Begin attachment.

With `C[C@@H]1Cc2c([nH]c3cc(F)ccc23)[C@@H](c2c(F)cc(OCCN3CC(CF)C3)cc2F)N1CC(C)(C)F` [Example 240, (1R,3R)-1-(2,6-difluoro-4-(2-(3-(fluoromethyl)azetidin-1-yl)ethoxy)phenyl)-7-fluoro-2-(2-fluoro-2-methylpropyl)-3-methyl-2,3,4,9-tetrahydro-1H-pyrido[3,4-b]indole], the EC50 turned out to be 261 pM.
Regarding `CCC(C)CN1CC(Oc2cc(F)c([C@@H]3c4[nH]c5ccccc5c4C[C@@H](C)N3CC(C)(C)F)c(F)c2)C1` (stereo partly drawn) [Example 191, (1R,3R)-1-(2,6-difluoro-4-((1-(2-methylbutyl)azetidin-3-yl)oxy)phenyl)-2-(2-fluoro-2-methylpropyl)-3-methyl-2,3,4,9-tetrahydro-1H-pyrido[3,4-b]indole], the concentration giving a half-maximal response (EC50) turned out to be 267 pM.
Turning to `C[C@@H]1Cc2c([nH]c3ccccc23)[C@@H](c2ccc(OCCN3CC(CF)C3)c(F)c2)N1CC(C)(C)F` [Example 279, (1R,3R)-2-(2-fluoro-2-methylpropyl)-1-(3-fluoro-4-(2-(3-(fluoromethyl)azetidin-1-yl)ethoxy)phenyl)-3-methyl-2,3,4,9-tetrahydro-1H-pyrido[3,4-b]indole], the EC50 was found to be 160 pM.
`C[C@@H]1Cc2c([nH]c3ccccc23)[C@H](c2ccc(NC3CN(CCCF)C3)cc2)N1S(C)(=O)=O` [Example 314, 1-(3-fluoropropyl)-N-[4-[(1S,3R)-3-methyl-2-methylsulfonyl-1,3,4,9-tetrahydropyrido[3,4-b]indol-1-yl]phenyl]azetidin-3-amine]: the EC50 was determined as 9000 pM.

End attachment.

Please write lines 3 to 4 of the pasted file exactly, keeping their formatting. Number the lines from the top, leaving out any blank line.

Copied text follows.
Turning to `C[C@@H]1Cc2c([nH]c3ccccc23)[C@@H](c2ccc(OCCN3CC(CF)C3)c(F)c2)N1CC(C)(C)F` [Example 279, (1R,3R)-2-(2-fluoro-2-methylpropyl)-1-(3-fluoro-4-(2-(3-(fluoromethyl)azetidin-1-yl)ethoxy)phenyl)-3-methyl-2,3,4,9-tetrahydro-1H-pyrido[3,4-b]indole], the EC50 was found to be 160 pM.
`C[C@@H]1Cc2c([nH]c3ccccc23)[C@H](c2ccc(NC3CN(CCCF)C3)cc2)N1S(C)(=O)=O` [Example 314, 1-(3-fluoropropyl)-N-[4-[(1S,3R)-3-methyl-2-methylsulfonyl-1,3,4,9-tetrahydropyrido[3,4-b]indol-1-yl]phenyl]azetidin-3-amine]: the EC50 was determined as 9000 pM.